What is a community pharmacist?
The community/retail pharmacists are the most accessible healthcare professionals for your health needs. Community pharmacists review and dispense medications for patients in the local area and communicate with the patient’s providers to adjust therapy. They also work with insurance companies to ensure financial coverage and consider the best affordable medication options. They can be located in grocery and retail stores and are responsible for the legalities of running a pharmacy business.
Community pharmacists may provide services unique to their setting as well. For example: they can work in chain pharmacies (i.e. Walgreens, CVS, Rite Aid, etc), specialty pharmacies, independent pharmacies, outpatient pharmacies to a hospital, managed care, compounding pharmacies, and more. In this field, one can choose to be a pharmacy store manager, pharmacist in charge, or registered pharmacist. Retail pharmacists are required to be knowledgeable on a wide range of drugs for both retail and hospital settings.
The work of a community pharmacist can be demanding. They are expected to be on their feet for the majority of their shift and may have to lift hundreds of bottles and boxes every day. They must meet customer and management demands and have strict timelines for filling prescriptions – pharmacists are often pressured by customers to fill their prescription as soon as possible. On top of this, pharmacists also need good human relations skills as they interact with patients who come in asking for information, advice, or to pick up a prescription.
Being a community pharmacist can be extremely rewarding. They are a part of making a positive impact in the community’s long and short term health and get to see their patients progress through time with each pickup and consultation.
Statistics (as of 8/2021):
- Average pay: $57.66/hour ($119,924/year) with top 10% earning 135,000+
- Qualifications: PharmD
- 60.7% White, followed by 26.4% Asian and 6.3% Black or African American
- 53% Female; 41% Male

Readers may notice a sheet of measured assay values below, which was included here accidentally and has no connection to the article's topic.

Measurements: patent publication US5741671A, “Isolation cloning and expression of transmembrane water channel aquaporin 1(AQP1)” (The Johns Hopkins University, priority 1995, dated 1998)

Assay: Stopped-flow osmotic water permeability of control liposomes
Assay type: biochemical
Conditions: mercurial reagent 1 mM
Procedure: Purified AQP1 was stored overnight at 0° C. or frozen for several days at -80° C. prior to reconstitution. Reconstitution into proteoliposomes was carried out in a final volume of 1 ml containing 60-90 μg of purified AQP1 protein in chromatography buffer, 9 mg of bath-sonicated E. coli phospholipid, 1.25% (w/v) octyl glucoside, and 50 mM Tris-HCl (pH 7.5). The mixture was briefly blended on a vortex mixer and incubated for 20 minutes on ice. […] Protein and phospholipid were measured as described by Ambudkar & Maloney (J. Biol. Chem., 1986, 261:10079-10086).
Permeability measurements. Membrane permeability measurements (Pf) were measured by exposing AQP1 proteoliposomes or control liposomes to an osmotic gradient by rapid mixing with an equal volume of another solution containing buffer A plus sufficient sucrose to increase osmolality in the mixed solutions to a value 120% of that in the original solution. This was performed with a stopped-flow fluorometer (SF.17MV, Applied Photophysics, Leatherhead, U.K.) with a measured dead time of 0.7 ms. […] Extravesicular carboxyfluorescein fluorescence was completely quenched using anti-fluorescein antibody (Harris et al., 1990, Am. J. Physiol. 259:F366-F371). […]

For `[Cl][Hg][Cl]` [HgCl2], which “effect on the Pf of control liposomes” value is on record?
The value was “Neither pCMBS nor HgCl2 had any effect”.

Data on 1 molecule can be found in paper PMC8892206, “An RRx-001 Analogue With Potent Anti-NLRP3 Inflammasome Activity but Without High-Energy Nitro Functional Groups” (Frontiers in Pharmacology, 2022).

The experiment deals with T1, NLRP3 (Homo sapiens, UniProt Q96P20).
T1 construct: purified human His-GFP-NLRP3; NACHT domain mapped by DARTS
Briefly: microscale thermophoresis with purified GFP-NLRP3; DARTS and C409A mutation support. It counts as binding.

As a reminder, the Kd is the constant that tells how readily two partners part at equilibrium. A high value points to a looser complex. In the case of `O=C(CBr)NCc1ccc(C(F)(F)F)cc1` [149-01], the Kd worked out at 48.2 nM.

- Majority located in: New York, NY and Chicago, IL
- Most in demand: St. Louis, MO
Average Retail Pharmacist Salary By State
Now let’s get into the interview!
KN the Community Pharmacist
How many years have you been working as a community/retail pharmacist?
How did you get your job after graduation? Was there networking in getting this position or did you point-blank apply on a listing?
I was already working in the company as an intern. Before graduation, I did the grad intern interview and got the pharmacist position but back then it was easier if you were a good, dedicated employee. If you worked hard with the company as an intern, you could get a job internally. Nowadays working years as an intern throughout pharmacy school doesn’t guarantee you a position.
Explain a bit about your job and what you do.
I prepare and dispense medications, counsel patients about how to use medications and what to expect and warn them about possible side effects, administer vaccines, and much more. I call patients to ensure they are adherent to their medications, refill on time, and for medication therapy management . I also make recommendations with over-the-counter medicines and consult on general healthcare issues.
What do you like about your job? And not like?
Some days, I don’t like that I can’t focus on being a pharmacist. The main reason why I became a pharmacist is to take care of patients. There are a lot of demands and distractions from corporate management expectations and customer service that I can’t focus on patient care. Patient care vs customer service are two different things. When one overpowers another, you lose focus on patient care because you have more on your plate that removes you from your core values of a pharmacist.
What I like is being the first person of contact when someone needs help because I am the most accessible. If I can save them a doctor’s trip, a hospital trip, and money expenses from medications, then I feel satisfied. It’s always rewarding when patients come back and feel better. Immunizing for COVID has been really hectic but I feel like we’re doing a huge part for our patients and the world. As a community pharmacist I can go volunteer at off site clinics and help out where I can.
Are all retail sites equal?
No, it depends on the area, city, and state. I feel like the workload in New York is larger, market is super competitive, and more difficult compared to, for example, Ohio where there might be a better quality of life. There’s been budget cuts, short-staff, and more technician/pharmacist turnover.
What advice would you have for pharmacy students who are interested in this career path?
If you meet good people along the way like other students, teachers, mentors, coworkers, always nurture and build good relationships with them because you will meet again in the future in the same field or another field; you never know when your paths will cross again. Try to network and explore your options while you’re a student. For those who want to pursue community pharmacy, have a lot of patience, thick skin, empathy, and stamina.